The invitation three state political party chairs extended to Minnesotans last week to attend the precinct caucus of their choice tonight might be seen as an appeal to self-interest. Not theirs — yours.

To be sure, the heads of those parties — Republican, Independence and Democratic-Farmer-Labor — have a stake in the turnout at meetings that form the base of their respective organizational pyramids. Their personal success depends in part on grass-roots growth and giving.

But the purpose of precinct caucuses goes well beyond party-building. Caucuses give Minnesotans a convenient and affordable opportunity to magnify their influence on their government, at every level. To any citizen who ever wanted more say over government than the ballot box alone affords, caucuses offer an open door.

As Independence Party Chair Mark Jenkins said, participating in caucuses is one way to “make this your government, not someone else’s.” The GOP’s Keith Downey called the meetings “an important civic opportunity and responsibility to maintain the people’s ownership of government.” The DFL’s Ken Martin added that robust “people-powered” grass-roots activity is a counterweight to growing special-interest influence in the political process. In the wake of the Supreme Court’s 2010 Citizens United decision allowing for more corporate spending on politics, caucuses “are more necessary now than they’ve ever been,” he said.

Caucuses have a bad rap for being insiders’ domains. In fact, most caucuses are inclusive and welcoming. Any Minnesotan who will be eligible to vote on Nov. 4 is eligible to participate. You need not be a firm party loyalist to attend, though you are likely to be asked to affirm that you generally agree with the principles of the party whose caucus you choose to attend. While the three major parties are not active in every state precinct, there’s likely a caucus of the party you prefer near you. (See accompanying text.)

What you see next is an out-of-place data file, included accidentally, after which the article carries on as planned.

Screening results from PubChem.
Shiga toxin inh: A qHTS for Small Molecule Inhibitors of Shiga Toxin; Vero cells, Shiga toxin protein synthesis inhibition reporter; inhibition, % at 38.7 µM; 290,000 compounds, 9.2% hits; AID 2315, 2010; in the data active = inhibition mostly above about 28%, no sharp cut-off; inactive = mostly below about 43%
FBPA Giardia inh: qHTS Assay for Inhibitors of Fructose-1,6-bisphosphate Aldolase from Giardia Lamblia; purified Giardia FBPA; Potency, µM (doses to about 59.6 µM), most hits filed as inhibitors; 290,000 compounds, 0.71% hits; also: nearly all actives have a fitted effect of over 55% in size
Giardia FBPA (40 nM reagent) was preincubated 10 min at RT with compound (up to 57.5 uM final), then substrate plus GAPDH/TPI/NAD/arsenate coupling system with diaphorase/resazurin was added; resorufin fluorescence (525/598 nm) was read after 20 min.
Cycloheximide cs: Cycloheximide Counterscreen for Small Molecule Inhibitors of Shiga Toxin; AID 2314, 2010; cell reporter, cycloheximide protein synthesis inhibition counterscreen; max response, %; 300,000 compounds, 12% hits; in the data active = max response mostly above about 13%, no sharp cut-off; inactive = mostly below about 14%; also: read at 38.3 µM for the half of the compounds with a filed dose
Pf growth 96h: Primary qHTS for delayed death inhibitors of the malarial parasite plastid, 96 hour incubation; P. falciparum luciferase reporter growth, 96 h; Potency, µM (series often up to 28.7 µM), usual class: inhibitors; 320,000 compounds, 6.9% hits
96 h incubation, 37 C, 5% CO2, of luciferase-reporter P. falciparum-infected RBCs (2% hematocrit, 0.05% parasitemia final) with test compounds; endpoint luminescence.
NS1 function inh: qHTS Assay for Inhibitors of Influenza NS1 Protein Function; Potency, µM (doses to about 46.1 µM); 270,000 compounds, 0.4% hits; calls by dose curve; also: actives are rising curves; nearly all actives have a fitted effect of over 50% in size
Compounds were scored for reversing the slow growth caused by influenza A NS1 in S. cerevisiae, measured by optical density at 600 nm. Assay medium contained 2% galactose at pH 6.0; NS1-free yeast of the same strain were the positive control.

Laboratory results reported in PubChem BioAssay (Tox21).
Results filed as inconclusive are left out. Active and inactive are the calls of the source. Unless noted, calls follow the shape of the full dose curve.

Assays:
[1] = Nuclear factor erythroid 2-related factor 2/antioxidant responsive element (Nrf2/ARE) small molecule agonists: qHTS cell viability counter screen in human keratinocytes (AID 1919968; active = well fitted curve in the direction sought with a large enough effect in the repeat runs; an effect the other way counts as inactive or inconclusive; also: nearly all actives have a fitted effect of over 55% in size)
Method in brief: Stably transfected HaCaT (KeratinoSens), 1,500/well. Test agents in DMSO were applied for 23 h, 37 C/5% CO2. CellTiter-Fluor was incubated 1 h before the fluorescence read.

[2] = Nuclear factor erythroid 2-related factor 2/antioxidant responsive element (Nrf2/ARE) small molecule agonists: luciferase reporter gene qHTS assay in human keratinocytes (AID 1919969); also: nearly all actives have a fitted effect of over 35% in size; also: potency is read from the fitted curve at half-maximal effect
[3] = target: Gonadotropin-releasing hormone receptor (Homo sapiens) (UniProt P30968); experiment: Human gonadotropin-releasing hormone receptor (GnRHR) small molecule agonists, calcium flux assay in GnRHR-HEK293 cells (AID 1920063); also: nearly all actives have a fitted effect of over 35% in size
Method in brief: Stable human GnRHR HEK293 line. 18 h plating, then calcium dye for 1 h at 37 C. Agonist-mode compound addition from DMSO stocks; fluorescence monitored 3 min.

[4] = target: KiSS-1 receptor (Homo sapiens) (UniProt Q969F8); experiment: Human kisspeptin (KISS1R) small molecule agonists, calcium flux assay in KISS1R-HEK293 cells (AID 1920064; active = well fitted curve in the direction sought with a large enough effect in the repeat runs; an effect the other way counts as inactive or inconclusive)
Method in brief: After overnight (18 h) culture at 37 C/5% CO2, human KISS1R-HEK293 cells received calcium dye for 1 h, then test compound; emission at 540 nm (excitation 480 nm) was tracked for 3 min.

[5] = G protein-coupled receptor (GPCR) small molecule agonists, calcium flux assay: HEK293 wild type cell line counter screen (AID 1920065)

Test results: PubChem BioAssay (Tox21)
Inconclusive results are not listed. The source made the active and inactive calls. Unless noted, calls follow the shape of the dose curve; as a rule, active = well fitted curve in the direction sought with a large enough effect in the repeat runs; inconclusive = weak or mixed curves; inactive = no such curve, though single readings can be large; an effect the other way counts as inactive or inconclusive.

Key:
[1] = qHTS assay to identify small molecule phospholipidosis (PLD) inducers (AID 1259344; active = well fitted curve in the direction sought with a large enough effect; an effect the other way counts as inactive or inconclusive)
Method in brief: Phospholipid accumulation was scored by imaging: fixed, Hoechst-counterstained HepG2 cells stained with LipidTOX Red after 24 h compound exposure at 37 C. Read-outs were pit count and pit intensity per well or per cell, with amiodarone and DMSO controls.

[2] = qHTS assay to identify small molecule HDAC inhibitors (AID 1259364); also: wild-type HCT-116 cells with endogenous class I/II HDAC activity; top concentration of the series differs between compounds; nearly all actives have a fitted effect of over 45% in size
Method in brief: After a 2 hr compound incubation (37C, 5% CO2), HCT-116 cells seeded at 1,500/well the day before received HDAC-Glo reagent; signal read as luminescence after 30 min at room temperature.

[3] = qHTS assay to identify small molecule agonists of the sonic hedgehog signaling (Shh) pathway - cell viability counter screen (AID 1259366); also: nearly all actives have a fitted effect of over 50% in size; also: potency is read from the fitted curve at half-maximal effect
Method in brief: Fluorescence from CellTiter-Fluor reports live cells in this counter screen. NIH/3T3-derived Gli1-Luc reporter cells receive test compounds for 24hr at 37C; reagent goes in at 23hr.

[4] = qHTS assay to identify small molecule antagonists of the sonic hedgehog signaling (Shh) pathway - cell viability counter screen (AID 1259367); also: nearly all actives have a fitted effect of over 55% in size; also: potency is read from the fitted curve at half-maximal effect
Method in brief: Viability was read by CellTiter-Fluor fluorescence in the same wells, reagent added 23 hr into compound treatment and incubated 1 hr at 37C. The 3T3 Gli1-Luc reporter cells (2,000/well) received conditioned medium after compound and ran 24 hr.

The Independence Party offers an online caucus as well — an idea we hope the other two major parties will borrow. Technology offers the political parties a chance to amend a flaw in caucuses — their exclusion of people unable to attend a sometimes lengthy meeting on a cold winter’s night. Republican and Independence caucuses will offer the added attraction of nonbinding straw polls. Independence Party caucusgoers can register opinions on two issues: a proposed minimum-wage increase and copper-nickel mining expansion in northeastern Minnesota.

Participants in GOP caucuses can vote for their favorites in races that have developed for the party’s nominations for governor, U.S. senator and the Sixth District U.S. House seat.

The DFL lacks high-profile intraparty contests for governor and senator, and it won’t be conducting a straw poll. But contests for a handful of open legislative seats and for secretary of state (DFL incumbent Mark Ritchie is retiring) will be shaped by who comes to caucuses and who the caucuses elect to subsequent endorsing conventions.

In places like St. Paul’s District 64B and Duluth’s District 7A, we expect ample turnouts to demonstrate that while caucuses may be an old-fashioned way to organize a political party, they’re not out of fashion with today’s Minnesotans.